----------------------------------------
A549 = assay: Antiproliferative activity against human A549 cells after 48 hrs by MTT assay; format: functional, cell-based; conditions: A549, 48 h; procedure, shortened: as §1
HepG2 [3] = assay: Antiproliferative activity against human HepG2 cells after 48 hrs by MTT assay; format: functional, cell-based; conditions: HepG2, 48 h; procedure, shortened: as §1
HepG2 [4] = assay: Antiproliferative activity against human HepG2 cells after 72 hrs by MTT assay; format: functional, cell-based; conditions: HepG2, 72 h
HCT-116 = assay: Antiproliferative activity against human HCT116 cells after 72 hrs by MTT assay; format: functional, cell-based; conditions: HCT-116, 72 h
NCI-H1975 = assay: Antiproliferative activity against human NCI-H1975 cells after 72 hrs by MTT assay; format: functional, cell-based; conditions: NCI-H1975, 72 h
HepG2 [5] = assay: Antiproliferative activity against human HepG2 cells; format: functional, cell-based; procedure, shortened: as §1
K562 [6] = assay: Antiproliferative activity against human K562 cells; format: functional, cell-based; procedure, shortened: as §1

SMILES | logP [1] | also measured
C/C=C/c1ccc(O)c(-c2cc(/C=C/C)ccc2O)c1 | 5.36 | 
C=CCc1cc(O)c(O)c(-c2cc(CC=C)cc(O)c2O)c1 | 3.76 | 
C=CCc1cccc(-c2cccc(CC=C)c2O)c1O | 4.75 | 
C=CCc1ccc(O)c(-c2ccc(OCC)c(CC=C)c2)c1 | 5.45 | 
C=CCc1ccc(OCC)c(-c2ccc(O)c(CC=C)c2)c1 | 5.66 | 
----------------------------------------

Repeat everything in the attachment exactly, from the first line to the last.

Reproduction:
A549 = assay: Antiproliferative activity against human A549 cells after 48 hrs by MTT assay; format: functional, cell-based; conditions: A549, 48 h; procedure, shortened: as §1
HepG2 [3] = assay: Antiproliferative activity against human HepG2 cells after 48 hrs by MTT assay; format: functional, cell-based; conditions: HepG2, 48 h; procedure, shortened: as §1
HepG2 [4] = assay: Antiproliferative activity against human HepG2 cells after 72 hrs by MTT assay; format: functional, cell-based; conditions: HepG2, 72 h
HCT-116 = assay: Antiproliferative activity against human HCT116 cells after 72 hrs by MTT assay; format: functional, cell-based; conditions: HCT-116, 72 h
NCI-H1975 = assay: Antiproliferative activity against human NCI-H1975 cells after 72 hrs by MTT assay; format: functional, cell-based; conditions: NCI-H1975, 72 h
HepG2 [5] = assay: Antiproliferative activity against human HepG2 cells; format: functional, cell-based; procedure, shortened: as §1
K562 [6] = assay: Antiproliferative activity against human K562 cells; format: functional, cell-based; procedure, shortened: as §1

SMILES | logP [1] | also measured
C/C=C/c1ccc(O)c(-c2cc(/C=C/C)ccc2O)c1 | 5.36 | 
C=CCc1cc(O)c(O)c(-c2cc(CC=C)cc(O)c2O)c1 | 3.76 | 
C=CCc1cccc(-c2cccc(CC=C)c2O)c1O | 4.75 | 
C=CCc1ccc(O)c(-c2ccc(OCC)c(CC=C)c2)c1 | 5.45 | 
C=CCc1ccc(OCC)c(-c2ccc(O)c(CC=C)c2)c1 | 5.66 | 